With the continued growth in serialized fiction and now the exploding diversification in digital and streaming platforms, the "television" landscape is literally changing under everyone's eyes. So much so that the industry in some respects is struggling to keep pace with the changing formats, genres and definitions. Case in point: Awards categories (a subject we know a little something about here at GoldenGlobes.com). This feature by Studio System News looks at the case of True Detective and how lines between types of fiction are becoming increasingly blurred.
It was a no-brainer. HBO was poised to walk away with this year’s Outstanding Miniseries Emmy months before the nominations were even announced, with its heavily-buzzed dramatic anthology smash True Detective. It was a slam-dunk; case closed; as sure a sure bet as you ever find in these awards thingies.
And then HBO did the only thing that would deny the Matthew McConaughey/Woody Harrelson starrer (they also executive produce) its rightful victory—they opted instead to enter for Emmy consideration as a Drama Series instead.
The thinking is clear—TD isn’t interested in being the biggest fish in a tiny pond, it wants to play with the Big Boys. And so rather than competing against the likes of FX mini Fargo, Starz’s duo The White Queen and Dancing on the Edge, BBC America entry Sherlock, and FX’s perennial nominee American Horror Story, it will instead be locking horns with AMC’s four-time drama series winner Mad Men, last year’s mega-buzzed champ Breaking Bad (also AMC), HBO’s Game of Thrones, Netflix’s House of Cards and CBS’s ascendant The Good Wife, among others.
Why does Detective qualify as a mini in the first place? For the same reason as American Horror Story. Both shows follow the same structural formula in that basic storyline and characters change season to season. McConaughey and Harrelson will be replaced for season two of the HBO hit, as are actors in AHS (except Jessica Lange, who portrays a different character each time).
It’s a little bit of a cheat in that an ensemble drama is an ensemble drama, even if its essential premise and storyline evolve season to season. But Horror Story (competing this year with the entry Coven) has taken advantage and been nominated for top Movie-Miniseries all three years it’s been eligible, winning four of the things (including ones for supporting players Lange and James Cromwell).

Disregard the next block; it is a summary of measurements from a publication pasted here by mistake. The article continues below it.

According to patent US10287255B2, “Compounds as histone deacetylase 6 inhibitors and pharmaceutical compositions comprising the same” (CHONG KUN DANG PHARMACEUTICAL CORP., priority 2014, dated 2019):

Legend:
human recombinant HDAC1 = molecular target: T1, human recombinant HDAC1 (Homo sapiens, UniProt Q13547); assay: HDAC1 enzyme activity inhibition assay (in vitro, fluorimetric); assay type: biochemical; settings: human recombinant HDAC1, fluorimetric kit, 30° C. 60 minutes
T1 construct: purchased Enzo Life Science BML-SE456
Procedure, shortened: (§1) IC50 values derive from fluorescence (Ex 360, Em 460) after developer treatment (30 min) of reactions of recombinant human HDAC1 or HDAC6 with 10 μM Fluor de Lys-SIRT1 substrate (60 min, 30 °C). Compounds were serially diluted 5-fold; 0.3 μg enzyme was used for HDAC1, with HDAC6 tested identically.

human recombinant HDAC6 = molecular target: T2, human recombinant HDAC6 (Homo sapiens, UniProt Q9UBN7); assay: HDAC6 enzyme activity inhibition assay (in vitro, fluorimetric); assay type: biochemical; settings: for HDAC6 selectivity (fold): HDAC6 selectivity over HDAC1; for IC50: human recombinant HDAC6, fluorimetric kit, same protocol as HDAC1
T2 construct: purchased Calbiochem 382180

Now that the two-year experiment, that combined outstanding made-for-TV movies and miniseries, has been scrapped for 2014, movie and mini contenders again have their own distinct categories, and the moody, disturbing Louisiana mystery would have been an even heavier favorite had it gone for mini. But alas, it traded the easier, surer road for the greater glory of going up against the heavyweights.
Not only that, but McConaughey and Harrelson now will be taking on a veritable all-star team in the lead drama series actor race, one that includes two-time Oscar winner Kevin Spacey (House of Cards) and a pair of three-time Emmy champs—Bryan Cranston (Breaking Bad) and James Spader (NBC’s The Blacklist).
“I’ll tell you who is really bummed by this decision,” says one voting producer, “it’s the
guys who make Game of Thrones. Their chances at an Emmy upset just went from
longshot to zero.”
Indeed, Detective will now be a likely spoiler for such HBO stable mates as Thrones, Boardwalk Empire, and True Blood, though of those, only Thrones figures to land a nomination.
While it’s relatively rare for a series in its first season to take home the big drama prize at the Emmys, True Detective likely has what it takes in that it quickly grew into a genuine pop culture phenomenon during its eight episodes of life. It premiered with an impressive 2.3 million viewers but swelled in its March 9 finale to 3.5 million, a 50% spike in two months. Moreover, with an average gross audience of 11 million throughout its run, it became HBO’s most-watched rookie series since the debut of Six Feet Underway back in 2001.
The TD capper on March 9 was such a draw that it temporarily crashed the HBO GO streaming service. Creator Nic Pizzolatto is reportedly making progress on a second season storyline that features new actors, characters, and location—the same anthology gambit that’s worked so well for Horror Story.
As for a drama winning the top Emmy in its first season of eligibility, it happened as
recently as 2012, when Showtime’s Homeland took home the gold for its freshman campaign (along with five other trophies, including for lead actress Claire Danes and lead actor Damian Lewis).
With the perception that Homeland has taken a dip in quality, it isn’t likely to be among the favorites for top drama this time, and may not even land a nomination at all. In fact, it’s no longer even the most likely nominee from Showtime. Those would be acclaimed, Golden Globe-nominated freshmen, Ray Donovan and Masters of Sex. That’s not to mention FX’s The Americans and NBC’s Spader-starring The Blacklist (also a Globe nominee). Indeed, this remains a jam-packed category that also includes the likes of PBS’s Downtown Abbey and the aforementioned House of Cards (a category co-favorite with True Detective).
Emmy season is just starting to heat up. But the Detective drama series decision has sent the mercury rising in a hurry.